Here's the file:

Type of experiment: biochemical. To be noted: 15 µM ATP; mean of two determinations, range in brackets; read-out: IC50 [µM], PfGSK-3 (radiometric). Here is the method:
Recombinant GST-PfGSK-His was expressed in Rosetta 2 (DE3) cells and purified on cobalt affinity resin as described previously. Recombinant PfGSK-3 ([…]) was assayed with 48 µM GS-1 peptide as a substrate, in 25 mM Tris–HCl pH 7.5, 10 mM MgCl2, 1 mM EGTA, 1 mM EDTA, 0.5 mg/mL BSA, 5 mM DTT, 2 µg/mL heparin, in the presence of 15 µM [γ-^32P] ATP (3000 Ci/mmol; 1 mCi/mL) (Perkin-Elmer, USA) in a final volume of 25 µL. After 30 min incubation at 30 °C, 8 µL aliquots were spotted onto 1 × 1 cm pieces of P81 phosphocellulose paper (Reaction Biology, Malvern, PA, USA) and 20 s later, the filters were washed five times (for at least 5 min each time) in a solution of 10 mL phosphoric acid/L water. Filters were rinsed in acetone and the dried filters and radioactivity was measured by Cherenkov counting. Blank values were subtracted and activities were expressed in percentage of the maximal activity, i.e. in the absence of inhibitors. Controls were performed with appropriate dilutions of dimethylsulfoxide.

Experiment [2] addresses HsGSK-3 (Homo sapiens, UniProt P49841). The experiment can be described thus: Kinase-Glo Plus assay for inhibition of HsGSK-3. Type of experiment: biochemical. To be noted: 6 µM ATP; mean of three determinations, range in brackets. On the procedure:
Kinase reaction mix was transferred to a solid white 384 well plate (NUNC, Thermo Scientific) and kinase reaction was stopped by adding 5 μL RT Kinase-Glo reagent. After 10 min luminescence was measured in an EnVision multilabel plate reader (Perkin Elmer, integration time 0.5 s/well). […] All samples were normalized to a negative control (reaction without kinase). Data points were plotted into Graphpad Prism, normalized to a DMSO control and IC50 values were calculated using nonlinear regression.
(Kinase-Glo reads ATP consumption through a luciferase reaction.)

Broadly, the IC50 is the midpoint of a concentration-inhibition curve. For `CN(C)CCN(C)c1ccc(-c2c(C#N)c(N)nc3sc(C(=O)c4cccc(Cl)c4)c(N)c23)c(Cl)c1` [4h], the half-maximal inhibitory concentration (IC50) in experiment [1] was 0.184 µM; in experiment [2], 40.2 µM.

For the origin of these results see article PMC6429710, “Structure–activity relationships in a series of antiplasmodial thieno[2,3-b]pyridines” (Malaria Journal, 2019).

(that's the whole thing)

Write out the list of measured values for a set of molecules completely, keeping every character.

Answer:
Type of experiment: biochemical. To be noted: 15 µM ATP; mean of two determinations, range in brackets; read-out: IC50 [µM], PfGSK-3 (radiometric). Here is the method:
Recombinant GST-PfGSK-His was expressed in Rosetta 2 (DE3) cells and purified on cobalt affinity resin as described previously. Recombinant PfGSK-3 ([…]) was assayed with 48 µM GS-1 peptide as a substrate, in 25 mM Tris–HCl pH 7.5, 10 mM MgCl2, 1 mM EGTA, 1 mM EDTA, 0.5 mg/mL BSA, 5 mM DTT, 2 µg/mL heparin, in the presence of 15 µM [γ-^32P] ATP (3000 Ci/mmol; 1 mCi/mL) (Perkin-Elmer, USA) in a final volume of 25 µL. After 30 min incubation at 30 °C, 8 µL aliquots were spotted onto 1 × 1 cm pieces of P81 phosphocellulose paper (Reaction Biology, Malvern, PA, USA) and 20 s later, the filters were washed five times (for at least 5 min each time) in a solution of 10 mL phosphoric acid/L water. Filters were rinsed in acetone and the dried filters and radioactivity was measured by Cherenkov counting. Blank values were subtracted and activities were expressed in percentage of the maximal activity, i.e. in the absence of inhibitors. Controls were performed with appropriate dilutions of dimethylsulfoxide.

Experiment [2] addresses HsGSK-3 (Homo sapiens, UniProt P49841). The experiment can be described thus: Kinase-Glo Plus assay for inhibition of HsGSK-3. Type of experiment: biochemical. To be noted: 6 µM ATP; mean of three determinations, range in brackets. On the procedure:
Kinase reaction mix was transferred to a solid white 384 well plate (NUNC, Thermo Scientific) and kinase reaction was stopped by adding 5 μL RT Kinase-Glo reagent. After 10 min luminescence was measured in an EnVision multilabel plate reader (Perkin Elmer, integration time 0.5 s/well). […] All samples were normalized to a negative control (reaction without kinase). Data points were plotted into Graphpad Prism, normalized to a DMSO control and IC50 values were calculated using nonlinear regression.
(Kinase-Glo reads ATP consumption through a luciferase reaction.)

Broadly, the IC50 is the midpoint of a concentration-inhibition curve. For `CN(C)CCN(C)c1ccc(-c2c(C#N)c(N)nc3sc(C(=O)c4cccc(Cl)c4)c(N)c23)c(Cl)c1` [4h], the half-maximal inhibitory concentration (IC50) in experiment [1] was 0.184 µM; in experiment [2], 40.2 µM.

For the origin of these results see article PMC6429710, “Structure–activity relationships in a series of antiplasmodial thieno[2,3-b]pyridines” (Malaria Journal, 2019).